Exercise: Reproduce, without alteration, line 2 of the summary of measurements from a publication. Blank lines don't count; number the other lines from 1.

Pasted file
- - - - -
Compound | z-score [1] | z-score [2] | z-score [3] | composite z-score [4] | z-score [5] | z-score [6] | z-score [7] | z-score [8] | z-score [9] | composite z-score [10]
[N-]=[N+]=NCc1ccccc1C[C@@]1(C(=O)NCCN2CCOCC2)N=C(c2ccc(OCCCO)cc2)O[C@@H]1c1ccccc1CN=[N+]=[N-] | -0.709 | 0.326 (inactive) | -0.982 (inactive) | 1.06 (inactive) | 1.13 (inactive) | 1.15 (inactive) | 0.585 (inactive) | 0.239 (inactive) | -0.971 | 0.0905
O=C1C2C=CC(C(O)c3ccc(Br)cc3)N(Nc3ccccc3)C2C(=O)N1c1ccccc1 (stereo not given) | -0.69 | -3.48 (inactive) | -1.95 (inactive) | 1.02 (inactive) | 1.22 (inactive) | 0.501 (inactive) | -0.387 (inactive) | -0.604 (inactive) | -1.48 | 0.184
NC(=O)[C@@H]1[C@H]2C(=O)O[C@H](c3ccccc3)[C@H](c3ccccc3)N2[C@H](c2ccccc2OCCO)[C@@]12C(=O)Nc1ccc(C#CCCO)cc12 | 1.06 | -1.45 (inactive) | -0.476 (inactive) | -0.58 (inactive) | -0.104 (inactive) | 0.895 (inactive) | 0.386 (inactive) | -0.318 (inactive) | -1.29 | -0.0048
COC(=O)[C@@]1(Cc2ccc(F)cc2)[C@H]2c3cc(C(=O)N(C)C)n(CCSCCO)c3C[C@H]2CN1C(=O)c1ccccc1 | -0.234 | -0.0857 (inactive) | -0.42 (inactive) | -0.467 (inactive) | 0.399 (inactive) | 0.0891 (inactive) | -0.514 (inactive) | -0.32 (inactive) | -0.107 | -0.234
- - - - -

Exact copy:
[N-]=[N+]=NCc1ccccc1C[C@@]1(C(=O)NCCN2CCOCC2)N=C(c2ccc(OCCCO)cc2)O[C@@H]1c1ccccc1CN=[N+]=[N-] | -0.709 | 0.326 (inactive) | -0.982 (inactive) | 1.06 (inactive) | 1.13 (inactive) | 1.15 (inactive) | 0.585 (inactive) | 0.239 (inactive) | -0.971 | 0.0905